‘COVID famines’ – millions face starvation, as donor community struggles

By Edward Mukaro
SLUGGISH funding from the donor community means that millions of lives have been exposed to ‘COVID famines’, as the United Nations struggles to raise the 10.34 Billion humanitarian appeal for the ‘COVID-related nutrition assistance’ to the globe’s worst hunger spots, with only 28% of the amount received, Oxfam has said.
It is estimated that COVID-19 has left 55 million people facing extreme hunger, mainly from the seven worst-affected countries including Afghanistan and South Sudan, facing severe-to-extreme levels of food insecurity.
The report further states that there are now famine-like conditions in some parts of South Sudan and Burkina Faso.
Hunger levels in countries like Nigeria, Democratic Republic of Congo and countries mentioned above are worse now than in 2017 when the threat of four famines was looming and only averted by a last-minute declaration by the UN that pushed donors into giving massive support.
“AS of today, donors have pledged just 28 percent (%) of the UN’s COVID appeal that was launched back in March this year. Every sector including gender-based violence (58%), protection (27%), health (26%) and water, sanitation and hygiene (17.2%) are chronically underfunded.
“But some of the worst-funded sectors are food security (10.6%) and nutrition (3.2%).
“The UN has divided its humanitarian appeal into “COVID” and “non-COVID”-related needs. In six of the seven countries where severe hunger is rising, donors have provided less than 40% of the funding they need for COVID-related food security.
“Even one of the first hunger ‘hot-spots’ in Africa – Burkina Faso – have only been able to secure less than half the humanitarian assistance it needs,” said Oxfam.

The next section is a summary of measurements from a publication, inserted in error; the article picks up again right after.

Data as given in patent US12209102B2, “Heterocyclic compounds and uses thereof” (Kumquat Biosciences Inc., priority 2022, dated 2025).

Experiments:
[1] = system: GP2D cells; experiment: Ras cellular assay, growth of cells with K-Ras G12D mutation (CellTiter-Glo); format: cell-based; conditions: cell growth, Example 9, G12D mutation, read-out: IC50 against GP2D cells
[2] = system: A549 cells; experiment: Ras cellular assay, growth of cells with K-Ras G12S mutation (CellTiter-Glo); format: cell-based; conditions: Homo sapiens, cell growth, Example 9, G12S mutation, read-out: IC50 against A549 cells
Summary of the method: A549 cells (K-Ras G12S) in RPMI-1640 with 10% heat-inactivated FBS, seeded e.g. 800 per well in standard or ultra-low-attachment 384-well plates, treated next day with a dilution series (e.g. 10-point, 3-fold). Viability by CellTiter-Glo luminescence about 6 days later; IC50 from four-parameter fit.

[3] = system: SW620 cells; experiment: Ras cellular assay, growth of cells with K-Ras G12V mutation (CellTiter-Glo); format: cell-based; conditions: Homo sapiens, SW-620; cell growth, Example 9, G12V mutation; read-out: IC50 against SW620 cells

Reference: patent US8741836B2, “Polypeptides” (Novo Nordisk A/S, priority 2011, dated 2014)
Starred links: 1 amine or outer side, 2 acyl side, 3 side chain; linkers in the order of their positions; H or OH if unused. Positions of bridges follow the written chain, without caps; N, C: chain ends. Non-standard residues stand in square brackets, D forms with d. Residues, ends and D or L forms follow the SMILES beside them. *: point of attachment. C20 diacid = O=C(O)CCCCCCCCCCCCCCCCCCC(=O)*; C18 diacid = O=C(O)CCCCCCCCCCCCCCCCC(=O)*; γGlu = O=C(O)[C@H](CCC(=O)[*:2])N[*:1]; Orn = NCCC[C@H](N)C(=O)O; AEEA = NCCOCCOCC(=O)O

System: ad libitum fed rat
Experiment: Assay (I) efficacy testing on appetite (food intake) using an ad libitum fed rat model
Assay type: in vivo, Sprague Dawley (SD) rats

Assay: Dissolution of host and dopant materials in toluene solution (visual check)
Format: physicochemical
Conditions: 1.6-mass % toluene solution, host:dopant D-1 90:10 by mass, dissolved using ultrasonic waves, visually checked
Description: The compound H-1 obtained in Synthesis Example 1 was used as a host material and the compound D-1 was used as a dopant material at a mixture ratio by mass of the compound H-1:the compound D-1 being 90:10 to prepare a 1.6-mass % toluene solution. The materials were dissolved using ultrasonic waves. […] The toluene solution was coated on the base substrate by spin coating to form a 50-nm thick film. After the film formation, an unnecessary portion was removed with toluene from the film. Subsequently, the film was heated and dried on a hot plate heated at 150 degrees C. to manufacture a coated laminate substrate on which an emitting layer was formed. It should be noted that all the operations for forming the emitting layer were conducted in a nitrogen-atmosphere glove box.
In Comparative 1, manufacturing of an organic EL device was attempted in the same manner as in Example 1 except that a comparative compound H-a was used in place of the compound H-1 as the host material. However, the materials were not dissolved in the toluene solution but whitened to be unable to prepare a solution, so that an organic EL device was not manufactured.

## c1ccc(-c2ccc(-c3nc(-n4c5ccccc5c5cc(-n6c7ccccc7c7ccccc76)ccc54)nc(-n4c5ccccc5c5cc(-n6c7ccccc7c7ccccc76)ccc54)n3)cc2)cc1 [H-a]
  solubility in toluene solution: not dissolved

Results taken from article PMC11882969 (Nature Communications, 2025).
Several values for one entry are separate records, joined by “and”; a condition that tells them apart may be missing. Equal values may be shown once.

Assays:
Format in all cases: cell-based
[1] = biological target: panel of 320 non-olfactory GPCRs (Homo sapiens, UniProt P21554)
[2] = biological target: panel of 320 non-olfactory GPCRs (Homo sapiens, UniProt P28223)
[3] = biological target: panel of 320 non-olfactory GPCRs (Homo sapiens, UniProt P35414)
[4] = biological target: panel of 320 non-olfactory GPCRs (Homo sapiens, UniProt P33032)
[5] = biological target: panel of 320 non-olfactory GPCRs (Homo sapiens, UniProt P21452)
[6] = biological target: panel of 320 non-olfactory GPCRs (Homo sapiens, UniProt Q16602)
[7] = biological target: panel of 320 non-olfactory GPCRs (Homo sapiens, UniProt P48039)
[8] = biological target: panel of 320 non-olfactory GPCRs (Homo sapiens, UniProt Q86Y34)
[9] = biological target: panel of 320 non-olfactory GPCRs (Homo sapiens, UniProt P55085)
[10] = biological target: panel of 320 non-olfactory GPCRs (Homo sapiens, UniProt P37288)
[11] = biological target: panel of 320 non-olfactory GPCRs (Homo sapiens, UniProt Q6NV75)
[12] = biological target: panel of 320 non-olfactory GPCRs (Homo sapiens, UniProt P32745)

A new Oxfam analysis says that the international community’s response to global food insecurity has been dangerously inadequate. The report “Later Will Be Too Late”, is aimed at the Committee for World Food Security (CFS) high-level event today, which is hoped to ‘keep food security and nutrition front-and-centre of the global sustainable development agenda.
Oxfam International interim executive director, Chema Vera, said “…In July we warmed that by the end of this year more people could be dying from COVID-related hunger than from the disease itself. There is overwhelming evidence that money spent on preparedness and prevention not only saves lives today but can break the costly cycle of poverty and hunger and give people hope for tomorrow.
“The international community should fully-fund the UN appeal now and accompany this by the strongest political action to support the secretary-general’s call for a global ceasefire. We must break this horrific, never-ending bond between conflict and hunger,” he said.
Only 28% ($2.85b) of the 10.19b requested in the UN Global Humanitarian Response Plan for COVID- 19 has been funded. Breaking that figure down by sector, it falls to 10.6% (254.4m provided out of $2.4b requested) for food security and a paltry 3.2% ($7.9m provided from $247.8m requested) for nutrition.

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